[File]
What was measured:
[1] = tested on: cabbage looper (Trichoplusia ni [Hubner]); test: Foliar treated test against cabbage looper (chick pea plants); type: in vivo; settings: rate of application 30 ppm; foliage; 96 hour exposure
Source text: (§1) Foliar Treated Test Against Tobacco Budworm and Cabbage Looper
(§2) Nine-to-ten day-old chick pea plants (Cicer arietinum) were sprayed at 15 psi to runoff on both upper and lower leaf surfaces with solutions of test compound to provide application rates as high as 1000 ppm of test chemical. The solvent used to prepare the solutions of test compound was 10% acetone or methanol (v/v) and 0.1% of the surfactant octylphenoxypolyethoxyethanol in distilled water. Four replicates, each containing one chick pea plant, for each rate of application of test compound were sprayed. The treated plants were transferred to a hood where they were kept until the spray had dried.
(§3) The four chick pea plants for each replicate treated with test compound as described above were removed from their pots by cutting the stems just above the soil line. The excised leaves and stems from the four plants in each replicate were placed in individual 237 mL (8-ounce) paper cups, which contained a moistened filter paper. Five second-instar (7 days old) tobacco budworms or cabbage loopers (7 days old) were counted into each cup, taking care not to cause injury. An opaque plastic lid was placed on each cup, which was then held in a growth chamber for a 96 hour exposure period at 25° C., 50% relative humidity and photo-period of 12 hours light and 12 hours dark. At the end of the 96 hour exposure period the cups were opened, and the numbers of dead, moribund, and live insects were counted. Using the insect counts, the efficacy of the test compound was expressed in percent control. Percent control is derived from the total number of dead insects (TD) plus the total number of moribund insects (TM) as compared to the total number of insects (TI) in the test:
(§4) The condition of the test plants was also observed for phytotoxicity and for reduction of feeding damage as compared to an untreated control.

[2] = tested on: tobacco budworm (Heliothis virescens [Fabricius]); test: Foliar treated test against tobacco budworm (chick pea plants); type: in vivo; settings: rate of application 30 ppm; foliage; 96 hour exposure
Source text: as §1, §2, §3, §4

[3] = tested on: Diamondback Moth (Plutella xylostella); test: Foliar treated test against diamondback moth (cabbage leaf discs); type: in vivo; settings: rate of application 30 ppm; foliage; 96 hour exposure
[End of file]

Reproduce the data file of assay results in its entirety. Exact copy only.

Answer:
What was measured:
[1] = tested on: cabbage looper (Trichoplusia ni [Hubner]); test: Foliar treated test against cabbage looper (chick pea plants); type: in vivo; settings: rate of application 30 ppm; foliage; 96 hour exposure
Source text: (§1) Foliar Treated Test Against Tobacco Budworm and Cabbage Looper
(§2) Nine-to-ten day-old chick pea plants (Cicer arietinum) were sprayed at 15 psi to runoff on both upper and lower leaf surfaces with solutions of test compound to provide application rates as high as 1000 ppm of test chemical. The solvent used to prepare the solutions of test compound was 10% acetone or methanol (v/v) and 0.1% of the surfactant octylphenoxypolyethoxyethanol in distilled water. Four replicates, each containing one chick pea plant, for each rate of application of test compound were sprayed. The treated plants were transferred to a hood where they were kept until the spray had dried.
(§3) The four chick pea plants for each replicate treated with test compound as described above were removed from their pots by cutting the stems just above the soil line. The excised leaves and stems from the four plants in each replicate were placed in individual 237 mL (8-ounce) paper cups, which contained a moistened filter paper. Five second-instar (7 days old) tobacco budworms or cabbage loopers (7 days old) were counted into each cup, taking care not to cause injury. An opaque plastic lid was placed on each cup, which was then held in a growth chamber for a 96 hour exposure period at 25° C., 50% relative humidity and photo-period of 12 hours light and 12 hours dark. At the end of the 96 hour exposure period the cups were opened, and the numbers of dead, moribund, and live insects were counted. Using the insect counts, the efficacy of the test compound was expressed in percent control. Percent control is derived from the total number of dead insects (TD) plus the total number of moribund insects (TM) as compared to the total number of insects (TI) in the test:
(§4) The condition of the test plants was also observed for phytotoxicity and for reduction of feeding damage as compared to an untreated control.

[2] = tested on: tobacco budworm (Heliothis virescens [Fabricius]); test: Foliar treated test against tobacco budworm (chick pea plants); type: in vivo; settings: rate of application 30 ppm; foliage; 96 hour exposure
Source text: as §1, §2, §3, §4

[3] = tested on: Diamondback Moth (Plutella xylostella); test: Foliar treated test against diamondback moth (cabbage leaf discs); type: in vivo; settings: rate of application 30 ppm; foliage; 96 hour exposure